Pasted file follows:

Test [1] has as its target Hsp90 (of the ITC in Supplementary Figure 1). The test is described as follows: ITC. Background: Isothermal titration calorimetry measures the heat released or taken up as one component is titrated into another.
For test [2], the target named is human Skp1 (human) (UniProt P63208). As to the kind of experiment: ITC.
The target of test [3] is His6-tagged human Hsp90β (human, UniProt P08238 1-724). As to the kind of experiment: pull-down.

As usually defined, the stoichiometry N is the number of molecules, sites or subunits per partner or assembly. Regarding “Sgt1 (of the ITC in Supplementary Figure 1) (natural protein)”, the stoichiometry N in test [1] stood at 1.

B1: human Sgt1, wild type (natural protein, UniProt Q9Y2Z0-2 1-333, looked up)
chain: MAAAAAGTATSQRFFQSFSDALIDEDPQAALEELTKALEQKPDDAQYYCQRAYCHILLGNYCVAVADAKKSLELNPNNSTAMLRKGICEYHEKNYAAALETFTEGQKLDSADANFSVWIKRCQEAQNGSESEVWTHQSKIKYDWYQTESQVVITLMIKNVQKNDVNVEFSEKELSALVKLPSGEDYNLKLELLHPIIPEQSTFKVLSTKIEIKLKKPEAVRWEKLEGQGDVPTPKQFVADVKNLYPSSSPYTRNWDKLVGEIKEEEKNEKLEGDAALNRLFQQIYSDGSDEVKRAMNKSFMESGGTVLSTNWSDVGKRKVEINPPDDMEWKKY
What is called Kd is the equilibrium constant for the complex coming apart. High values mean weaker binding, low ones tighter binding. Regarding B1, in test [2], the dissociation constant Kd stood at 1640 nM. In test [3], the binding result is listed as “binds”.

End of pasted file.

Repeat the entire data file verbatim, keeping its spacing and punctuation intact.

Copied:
Test [1] has as its target Hsp90 (of the ITC in Supplementary Figure 1). The test is described as follows: ITC. Background: Isothermal titration calorimetry measures the heat released or taken up as one component is titrated into another.
For test [2], the target named is human Skp1 (human) (UniProt P63208). As to the kind of experiment: ITC.
The target of test [3] is His6-tagged human Hsp90β (human, UniProt P08238 1-724). As to the kind of experiment: pull-down.

As usually defined, the stoichiometry N is the number of molecules, sites or subunits per partner or assembly. Regarding “Sgt1 (of the ITC in Supplementary Figure 1) (natural protein)”, the stoichiometry N in test [1] stood at 1.

B1: human Sgt1, wild type (natural protein, UniProt Q9Y2Z0-2 1-333, looked up)
chain: MAAAAAGTATSQRFFQSFSDALIDEDPQAALEELTKALEQKPDDAQYYCQRAYCHILLGNYCVAVADAKKSLELNPNNSTAMLRKGICEYHEKNYAAALETFTEGQKLDSADANFSVWIKRCQEAQNGSESEVWTHQSKIKYDWYQTESQVVITLMIKNVQKNDVNVEFSEKELSALVKLPSGEDYNLKLELLHPIIPEQSTFKVLSTKIEIKLKKPEAVRWEKLEGQGDVPTPKQFVADVKNLYPSSSPYTRNWDKLVGEIKEEEKNEKLEGDAALNRLFQQIYSDGSDEVKRAMNKSFMESGGTVLSTNWSDVGKRKVEINPPDDMEWKKY
What is called Kd is the equilibrium constant for the complex coming apart. High values mean weaker binding, low ones tighter binding. Regarding B1, in test [2], the dissociation constant Kd stood at 1640 nM. In test [3], the binding result is listed as “binds”.